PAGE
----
Albino attacks drop in Tanzania, but grave vandalism rises: NGO

Albino attacks drop in Tanzania, but grave vandalism rises: NGO

Tanzania albino
Much of the violence against albinos has occurred in Tanzania, where dozens have been slaughtered. (Photo: AFP/Bunyamin Aygun)

NAIROBI, Kenya: Tanzania has seen a decrease in attacks on albinos, whose body parts are often sought for witchcraft, but has seen an increase in their bodies being exhumed, a local NGO said Wednesday (Nov 15).

"Recent trends indicate a significant decrease of incidents of attacks and killings of" people with albinism, said Tanzania's Legal and Human Rights Centre (LHRC).

Canadian charity Under The Same Sun (UTSS) has documented 161 attacks on people with albinism in Tanzania in recent years, including 76 murders, more than anywhere else in Africa.

Albinos are kidnapped and their body parts hacked off for use as charms and magical potions in the belief that they bring wealth and good luck.

However in good news for those suffering from the genetic condition that results in a reduction of pigment in the hair, skin, and eyes, no attacks were registered in the first six months of 2017, according to the LHRC.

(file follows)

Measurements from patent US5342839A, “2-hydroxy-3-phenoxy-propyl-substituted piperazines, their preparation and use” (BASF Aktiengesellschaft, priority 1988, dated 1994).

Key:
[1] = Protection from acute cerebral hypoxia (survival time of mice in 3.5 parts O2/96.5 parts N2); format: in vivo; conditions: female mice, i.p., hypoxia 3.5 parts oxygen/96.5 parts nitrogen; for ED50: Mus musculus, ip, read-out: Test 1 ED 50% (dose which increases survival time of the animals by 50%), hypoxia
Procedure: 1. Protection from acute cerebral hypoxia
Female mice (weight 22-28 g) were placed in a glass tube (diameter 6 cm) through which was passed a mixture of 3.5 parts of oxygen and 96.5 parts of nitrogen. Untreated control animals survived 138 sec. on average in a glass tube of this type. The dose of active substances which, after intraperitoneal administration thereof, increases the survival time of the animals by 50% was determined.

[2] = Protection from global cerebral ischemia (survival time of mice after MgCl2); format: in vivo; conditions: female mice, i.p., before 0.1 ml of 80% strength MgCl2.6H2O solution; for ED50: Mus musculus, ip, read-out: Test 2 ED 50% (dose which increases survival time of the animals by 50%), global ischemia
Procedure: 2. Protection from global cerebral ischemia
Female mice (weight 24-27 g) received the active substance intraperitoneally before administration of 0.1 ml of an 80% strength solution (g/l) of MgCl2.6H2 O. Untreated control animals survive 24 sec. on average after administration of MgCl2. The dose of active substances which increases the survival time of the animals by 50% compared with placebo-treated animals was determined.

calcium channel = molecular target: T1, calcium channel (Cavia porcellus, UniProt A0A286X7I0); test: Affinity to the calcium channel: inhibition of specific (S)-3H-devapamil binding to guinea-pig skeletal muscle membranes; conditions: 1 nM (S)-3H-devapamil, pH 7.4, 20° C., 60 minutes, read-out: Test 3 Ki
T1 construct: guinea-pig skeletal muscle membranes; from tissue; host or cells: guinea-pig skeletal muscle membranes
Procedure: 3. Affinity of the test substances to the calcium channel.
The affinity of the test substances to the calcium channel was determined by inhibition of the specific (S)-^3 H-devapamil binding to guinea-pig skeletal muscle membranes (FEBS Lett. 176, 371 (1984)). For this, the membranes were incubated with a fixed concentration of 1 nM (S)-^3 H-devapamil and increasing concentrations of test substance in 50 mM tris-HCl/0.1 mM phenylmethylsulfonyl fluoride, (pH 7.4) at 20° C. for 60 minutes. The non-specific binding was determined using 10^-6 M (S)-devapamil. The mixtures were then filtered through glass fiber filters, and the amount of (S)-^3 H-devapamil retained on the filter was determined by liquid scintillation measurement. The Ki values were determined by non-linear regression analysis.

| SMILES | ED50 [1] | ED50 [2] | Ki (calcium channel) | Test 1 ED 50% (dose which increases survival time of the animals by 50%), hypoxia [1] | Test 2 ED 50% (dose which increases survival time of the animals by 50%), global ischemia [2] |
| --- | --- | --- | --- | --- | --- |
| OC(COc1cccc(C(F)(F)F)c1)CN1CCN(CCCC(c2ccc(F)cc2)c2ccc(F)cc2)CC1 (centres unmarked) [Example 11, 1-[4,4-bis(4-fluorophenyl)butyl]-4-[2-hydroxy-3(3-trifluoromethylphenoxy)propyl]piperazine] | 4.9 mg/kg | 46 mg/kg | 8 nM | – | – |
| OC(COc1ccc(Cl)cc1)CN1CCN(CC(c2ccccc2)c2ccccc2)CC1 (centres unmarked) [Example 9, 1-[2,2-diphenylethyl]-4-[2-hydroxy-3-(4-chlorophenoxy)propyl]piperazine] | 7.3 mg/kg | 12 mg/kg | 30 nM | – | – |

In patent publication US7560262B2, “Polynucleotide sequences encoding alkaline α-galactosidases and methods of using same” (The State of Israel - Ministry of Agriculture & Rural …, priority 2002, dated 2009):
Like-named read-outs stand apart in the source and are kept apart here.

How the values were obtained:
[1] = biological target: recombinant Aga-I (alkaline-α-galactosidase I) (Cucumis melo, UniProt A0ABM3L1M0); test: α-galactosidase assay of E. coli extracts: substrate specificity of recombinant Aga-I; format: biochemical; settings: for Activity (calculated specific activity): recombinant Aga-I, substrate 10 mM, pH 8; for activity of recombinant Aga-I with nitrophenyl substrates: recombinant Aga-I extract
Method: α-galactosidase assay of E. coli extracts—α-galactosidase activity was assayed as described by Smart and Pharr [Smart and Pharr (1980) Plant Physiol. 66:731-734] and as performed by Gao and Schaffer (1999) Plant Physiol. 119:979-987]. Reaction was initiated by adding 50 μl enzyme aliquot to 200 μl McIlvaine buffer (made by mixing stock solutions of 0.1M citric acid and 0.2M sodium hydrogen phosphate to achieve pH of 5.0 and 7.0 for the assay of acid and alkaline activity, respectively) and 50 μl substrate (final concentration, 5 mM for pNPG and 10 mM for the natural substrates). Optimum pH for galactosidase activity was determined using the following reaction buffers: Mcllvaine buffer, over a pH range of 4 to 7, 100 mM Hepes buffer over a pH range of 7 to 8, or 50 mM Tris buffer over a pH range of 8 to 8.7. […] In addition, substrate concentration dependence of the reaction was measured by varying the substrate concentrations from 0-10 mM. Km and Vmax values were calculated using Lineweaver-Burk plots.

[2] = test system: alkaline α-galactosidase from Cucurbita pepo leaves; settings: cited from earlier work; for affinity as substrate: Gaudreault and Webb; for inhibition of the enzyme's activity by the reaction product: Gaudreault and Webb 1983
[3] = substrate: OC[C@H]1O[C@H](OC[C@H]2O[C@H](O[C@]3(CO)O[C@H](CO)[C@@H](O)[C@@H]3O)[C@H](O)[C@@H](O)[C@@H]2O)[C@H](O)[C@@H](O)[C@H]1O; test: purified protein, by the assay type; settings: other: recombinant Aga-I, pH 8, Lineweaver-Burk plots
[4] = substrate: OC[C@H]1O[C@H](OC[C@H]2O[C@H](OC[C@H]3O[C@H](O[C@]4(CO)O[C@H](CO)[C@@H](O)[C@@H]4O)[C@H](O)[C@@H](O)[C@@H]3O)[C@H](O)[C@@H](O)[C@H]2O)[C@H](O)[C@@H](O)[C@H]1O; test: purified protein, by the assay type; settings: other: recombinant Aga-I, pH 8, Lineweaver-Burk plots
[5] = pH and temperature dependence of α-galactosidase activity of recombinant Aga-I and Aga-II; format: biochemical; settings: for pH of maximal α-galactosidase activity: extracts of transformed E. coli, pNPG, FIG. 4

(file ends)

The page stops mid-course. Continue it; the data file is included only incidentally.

This is attributed to increased efforts from government, rights groups and UTSS to stop such attacks.

Tanzania's prosecuting authority reported in June that at least 30 people had been convicted for killing albinos between 2006 and 2016, and another 67 cases were underway.

The LHRC however noted an "increase of incidents of vandalism of .... graves" containing the bodies of albinos.

In January a man was arrested in the southern Mbeya region for vandalising a grave and exhuming body parts, with similar incidents taking place in northern Kagera and central Morogoro.

Despite the decrease in attacks on albinos, they "continue to live in fear and consequently cannot fully participate in social, economic and political activities," said the LHRC.

In north America and Europe there is approximately one albino for every 17,000 to 20,000 people. However in areas of sub Saharan Africa, including northern Tanzania, there are as many as one per 1,400 people due to inter-marriage in small communities.

Source: AFP/zl